22 Jul Study Calls For Curbing of Excessive Imaging after Thyroid Cancer Treatment
MedicalResearch.com Interview with:
Megan Haymart, M.D.
Institute for HealthCare Policy and Innovation
University of Michigan
MedicalResearch.com: What is the background for this study? What are the main findings?
Response: Over the past three decades the incidence of thyroid cancer has risen. The majority of this rise in incidence is secondary to an increase in low-risk disease. In the setting of this rise in low-risk thyroid cancer, our team noted that over time there was a dramatic rise in imaging after initial treatment for thyroid cancer. We subsequently wanted to understand the implications of this increase in imaging. Does more imaging equal improved outcomes? In this study published in BMJ, we found that this marked rise in imaging after primary treatment of differentiated thyroid cancer was associated with increased treatment for recurrence but with the exception of radioiodine scans in presumed iodine-avid disease, no clear improvement in disease specific survival.
MedicalResearch.com: What should readers take away from your report?
Response: The findings from this study emphasize the importance of curbing unnecessary imaging and tailoring imaging after treatment to patient risk. There is a place for imaging patients after initial treatment for thyroid cancer but the specific type of imaging (e.g., ultrasound, radioiodine scan, and PET) and the frequency of this imaging needs to be tailored to the patient. There is a group of patients in whom intensive imaging may be appropriate, but for many patients more imaging does not equal improved care or better outcomes.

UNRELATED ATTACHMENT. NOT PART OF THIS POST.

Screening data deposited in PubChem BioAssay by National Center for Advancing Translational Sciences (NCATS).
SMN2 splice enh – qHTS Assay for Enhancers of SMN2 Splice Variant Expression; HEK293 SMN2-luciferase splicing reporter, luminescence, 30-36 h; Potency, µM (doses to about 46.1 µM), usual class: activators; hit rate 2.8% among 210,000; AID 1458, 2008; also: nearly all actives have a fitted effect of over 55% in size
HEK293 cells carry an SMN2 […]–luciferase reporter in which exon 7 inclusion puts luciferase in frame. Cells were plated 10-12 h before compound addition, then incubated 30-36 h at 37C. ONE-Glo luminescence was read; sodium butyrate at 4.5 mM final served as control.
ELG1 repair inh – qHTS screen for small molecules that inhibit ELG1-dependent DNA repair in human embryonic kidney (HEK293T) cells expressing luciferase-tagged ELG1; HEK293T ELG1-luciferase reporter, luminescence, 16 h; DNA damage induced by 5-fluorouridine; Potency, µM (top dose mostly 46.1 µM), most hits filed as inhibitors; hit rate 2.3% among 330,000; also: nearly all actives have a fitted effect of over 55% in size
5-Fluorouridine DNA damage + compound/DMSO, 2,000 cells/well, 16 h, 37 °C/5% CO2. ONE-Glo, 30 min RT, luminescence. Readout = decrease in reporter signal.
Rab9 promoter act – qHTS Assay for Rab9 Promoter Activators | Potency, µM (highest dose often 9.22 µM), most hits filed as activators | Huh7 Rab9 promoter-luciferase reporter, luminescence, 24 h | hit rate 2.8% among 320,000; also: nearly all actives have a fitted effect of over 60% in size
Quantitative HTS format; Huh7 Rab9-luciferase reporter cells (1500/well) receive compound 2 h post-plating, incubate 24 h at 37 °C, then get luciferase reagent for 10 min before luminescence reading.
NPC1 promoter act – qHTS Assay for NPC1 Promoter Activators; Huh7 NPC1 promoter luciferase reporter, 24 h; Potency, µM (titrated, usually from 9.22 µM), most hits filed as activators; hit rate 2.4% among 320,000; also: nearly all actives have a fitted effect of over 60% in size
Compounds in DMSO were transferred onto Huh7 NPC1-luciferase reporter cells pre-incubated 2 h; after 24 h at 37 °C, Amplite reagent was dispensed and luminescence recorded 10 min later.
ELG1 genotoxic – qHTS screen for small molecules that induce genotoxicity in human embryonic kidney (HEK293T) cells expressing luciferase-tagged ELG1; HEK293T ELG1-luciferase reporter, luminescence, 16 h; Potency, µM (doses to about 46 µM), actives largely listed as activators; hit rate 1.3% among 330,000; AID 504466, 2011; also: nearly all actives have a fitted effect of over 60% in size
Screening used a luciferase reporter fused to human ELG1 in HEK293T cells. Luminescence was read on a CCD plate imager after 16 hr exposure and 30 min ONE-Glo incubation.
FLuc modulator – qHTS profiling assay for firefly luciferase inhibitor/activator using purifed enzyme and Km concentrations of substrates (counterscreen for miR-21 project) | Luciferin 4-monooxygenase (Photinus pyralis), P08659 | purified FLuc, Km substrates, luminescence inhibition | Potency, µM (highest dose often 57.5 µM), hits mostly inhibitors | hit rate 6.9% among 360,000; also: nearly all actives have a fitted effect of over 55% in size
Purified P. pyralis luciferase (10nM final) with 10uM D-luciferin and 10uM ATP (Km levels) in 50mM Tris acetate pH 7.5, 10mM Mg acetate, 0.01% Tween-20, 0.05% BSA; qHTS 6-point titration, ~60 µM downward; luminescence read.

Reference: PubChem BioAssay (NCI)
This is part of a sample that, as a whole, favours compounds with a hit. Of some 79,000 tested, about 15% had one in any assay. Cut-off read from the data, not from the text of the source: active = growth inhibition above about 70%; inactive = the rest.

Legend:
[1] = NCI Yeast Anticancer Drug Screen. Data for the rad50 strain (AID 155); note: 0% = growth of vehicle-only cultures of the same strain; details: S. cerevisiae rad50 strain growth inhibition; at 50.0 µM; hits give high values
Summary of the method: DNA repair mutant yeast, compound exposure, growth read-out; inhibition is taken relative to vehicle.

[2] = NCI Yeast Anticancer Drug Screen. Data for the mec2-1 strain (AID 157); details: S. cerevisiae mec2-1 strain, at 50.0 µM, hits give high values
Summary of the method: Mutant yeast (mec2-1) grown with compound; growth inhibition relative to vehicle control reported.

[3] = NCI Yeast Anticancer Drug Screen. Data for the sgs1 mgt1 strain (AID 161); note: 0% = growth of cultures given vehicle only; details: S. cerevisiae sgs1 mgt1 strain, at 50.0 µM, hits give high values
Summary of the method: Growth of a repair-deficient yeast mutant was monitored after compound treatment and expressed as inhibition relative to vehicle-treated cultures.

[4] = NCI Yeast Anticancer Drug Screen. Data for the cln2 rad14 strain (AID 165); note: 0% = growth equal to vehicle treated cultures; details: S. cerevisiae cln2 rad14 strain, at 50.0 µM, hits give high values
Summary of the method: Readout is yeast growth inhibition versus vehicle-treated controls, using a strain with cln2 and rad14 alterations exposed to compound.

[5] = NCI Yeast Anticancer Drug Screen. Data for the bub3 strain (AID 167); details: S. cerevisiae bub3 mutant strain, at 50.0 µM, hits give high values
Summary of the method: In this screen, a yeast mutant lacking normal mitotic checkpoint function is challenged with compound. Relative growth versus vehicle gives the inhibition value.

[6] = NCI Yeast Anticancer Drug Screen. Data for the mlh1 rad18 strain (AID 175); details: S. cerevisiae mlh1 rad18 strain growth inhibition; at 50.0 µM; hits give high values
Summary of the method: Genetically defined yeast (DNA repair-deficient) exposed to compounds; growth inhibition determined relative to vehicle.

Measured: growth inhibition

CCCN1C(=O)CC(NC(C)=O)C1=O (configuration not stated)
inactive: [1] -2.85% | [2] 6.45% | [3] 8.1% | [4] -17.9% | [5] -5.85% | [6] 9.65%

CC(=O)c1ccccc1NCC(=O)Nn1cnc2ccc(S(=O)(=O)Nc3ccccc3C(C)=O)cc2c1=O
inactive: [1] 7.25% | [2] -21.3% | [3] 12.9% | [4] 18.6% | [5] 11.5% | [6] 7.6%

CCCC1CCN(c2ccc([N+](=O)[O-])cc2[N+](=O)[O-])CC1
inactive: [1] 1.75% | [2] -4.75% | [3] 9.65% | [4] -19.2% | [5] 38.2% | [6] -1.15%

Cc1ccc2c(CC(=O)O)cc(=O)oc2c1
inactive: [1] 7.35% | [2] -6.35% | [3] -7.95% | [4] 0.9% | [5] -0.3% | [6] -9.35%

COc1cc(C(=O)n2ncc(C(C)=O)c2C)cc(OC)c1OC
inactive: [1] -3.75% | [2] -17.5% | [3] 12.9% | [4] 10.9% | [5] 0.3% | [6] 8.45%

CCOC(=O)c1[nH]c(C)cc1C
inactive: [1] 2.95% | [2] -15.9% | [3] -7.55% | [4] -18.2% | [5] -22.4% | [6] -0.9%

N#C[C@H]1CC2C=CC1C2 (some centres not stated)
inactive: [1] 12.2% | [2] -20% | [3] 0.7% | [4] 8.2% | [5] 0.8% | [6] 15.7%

MedicalResearch.com: What recommendations do you have for future research as a result of this study?
Response: This study is the foundation for future work assessing the benefits and risks of imaging in patients treated for cancer. This study highlights an important issue but cost effectiveness studies, randomized control trials of different surveillance plans, and studies assessing the role of the patient and physician in decision making are still needed.
MedicalResearch.com: Is there anything else you would like to add?
Response: Imaging is not without risks. In patients treated for cancer, imaging can be associated with stress for the patient, additional costs, and risk of patient harm from subsequent treatments. It is important to find the appropriate balance between benefits and risks of imaging. Although this study emphasizes the importance of finding the right balance in thyroid cancer patients, optimal surveillance after cancer treatment is a relevant issue for patients with other cancers, too.
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